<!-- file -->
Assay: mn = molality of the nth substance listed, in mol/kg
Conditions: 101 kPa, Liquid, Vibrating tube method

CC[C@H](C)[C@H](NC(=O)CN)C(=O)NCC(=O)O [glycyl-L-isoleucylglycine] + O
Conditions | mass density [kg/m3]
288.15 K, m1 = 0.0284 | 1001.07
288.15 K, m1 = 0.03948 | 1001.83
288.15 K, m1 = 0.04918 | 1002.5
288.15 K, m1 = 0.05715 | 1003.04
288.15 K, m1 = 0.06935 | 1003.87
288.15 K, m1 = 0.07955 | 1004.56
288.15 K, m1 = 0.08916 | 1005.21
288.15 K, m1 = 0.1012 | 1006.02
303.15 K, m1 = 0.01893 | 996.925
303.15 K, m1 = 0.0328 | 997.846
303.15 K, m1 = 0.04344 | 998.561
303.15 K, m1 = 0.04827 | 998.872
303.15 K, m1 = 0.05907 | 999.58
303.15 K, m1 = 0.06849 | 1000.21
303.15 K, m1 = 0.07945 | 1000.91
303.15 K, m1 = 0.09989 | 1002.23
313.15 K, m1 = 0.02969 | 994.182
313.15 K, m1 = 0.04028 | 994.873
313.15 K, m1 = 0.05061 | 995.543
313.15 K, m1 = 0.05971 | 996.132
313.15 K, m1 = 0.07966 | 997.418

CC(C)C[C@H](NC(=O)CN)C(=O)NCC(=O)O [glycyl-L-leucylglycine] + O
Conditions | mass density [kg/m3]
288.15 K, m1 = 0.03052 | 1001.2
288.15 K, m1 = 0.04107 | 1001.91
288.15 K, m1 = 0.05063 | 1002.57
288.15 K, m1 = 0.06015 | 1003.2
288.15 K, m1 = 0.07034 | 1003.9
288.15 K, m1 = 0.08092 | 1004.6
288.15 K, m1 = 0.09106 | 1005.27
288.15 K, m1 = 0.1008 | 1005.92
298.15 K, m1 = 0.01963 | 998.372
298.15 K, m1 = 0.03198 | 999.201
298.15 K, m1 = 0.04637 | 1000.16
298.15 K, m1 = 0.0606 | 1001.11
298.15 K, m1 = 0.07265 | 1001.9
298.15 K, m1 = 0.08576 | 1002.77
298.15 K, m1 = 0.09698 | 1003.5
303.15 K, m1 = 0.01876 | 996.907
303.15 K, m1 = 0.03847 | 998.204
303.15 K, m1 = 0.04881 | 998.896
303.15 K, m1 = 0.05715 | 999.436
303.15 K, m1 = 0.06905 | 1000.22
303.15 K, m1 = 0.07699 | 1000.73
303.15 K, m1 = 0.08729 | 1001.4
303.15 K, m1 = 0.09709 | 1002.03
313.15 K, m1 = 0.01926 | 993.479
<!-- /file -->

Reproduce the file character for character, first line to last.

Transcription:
Assay: mn = molality of the nth substance listed, in mol/kg
Conditions: 101 kPa, Liquid, Vibrating tube method

CC[C@H](C)[C@H](NC(=O)CN)C(=O)NCC(=O)O [glycyl-L-isoleucylglycine] + O
Conditions | mass density [kg/m3]
288.15 K, m1 = 0.0284 | 1001.07
288.15 K, m1 = 0.03948 | 1001.83
288.15 K, m1 = 0.04918 | 1002.5
288.15 K, m1 = 0.05715 | 1003.04
288.15 K, m1 = 0.06935 | 1003.87
288.15 K, m1 = 0.07955 | 1004.56
288.15 K, m1 = 0.08916 | 1005.21
288.15 K, m1 = 0.1012 | 1006.02
303.15 K, m1 = 0.01893 | 996.925
303.15 K, m1 = 0.0328 | 997.846
303.15 K, m1 = 0.04344 | 998.561
303.15 K, m1 = 0.04827 | 998.872
303.15 K, m1 = 0.05907 | 999.58
303.15 K, m1 = 0.06849 | 1000.21
303.15 K, m1 = 0.07945 | 1000.91
303.15 K, m1 = 0.09989 | 1002.23
313.15 K, m1 = 0.02969 | 994.182
313.15 K, m1 = 0.04028 | 994.873
313.15 K, m1 = 0.05061 | 995.543
313.15 K, m1 = 0.05971 | 996.132
313.15 K, m1 = 0.07966 | 997.418

CC(C)C[C@H](NC(=O)CN)C(=O)NCC(=O)O [glycyl-L-leucylglycine] + O
Conditions | mass density [kg/m3]
288.15 K, m1 = 0.03052 | 1001.2
288.15 K, m1 = 0.04107 | 1001.91
288.15 K, m1 = 0.05063 | 1002.57
288.15 K, m1 = 0.06015 | 1003.2
288.15 K, m1 = 0.07034 | 1003.9
288.15 K, m1 = 0.08092 | 1004.6
288.15 K, m1 = 0.09106 | 1005.27
288.15 K, m1 = 0.1008 | 1005.92
298.15 K, m1 = 0.01963 | 998.372
298.15 K, m1 = 0.03198 | 999.201
298.15 K, m1 = 0.04637 | 1000.16
298.15 K, m1 = 0.0606 | 1001.11
298.15 K, m1 = 0.07265 | 1001.9
298.15 K, m1 = 0.08576 | 1002.77
298.15 K, m1 = 0.09698 | 1003.5
303.15 K, m1 = 0.01876 | 996.907
303.15 K, m1 = 0.03847 | 998.204
303.15 K, m1 = 0.04881 | 998.896
303.15 K, m1 = 0.05715 | 999.436
303.15 K, m1 = 0.06905 | 1000.22
303.15 K, m1 = 0.07699 | 1000.73
303.15 K, m1 = 0.08729 | 1001.4
303.15 K, m1 = 0.09709 | 1002.03
313.15 K, m1 = 0.01926 | 993.479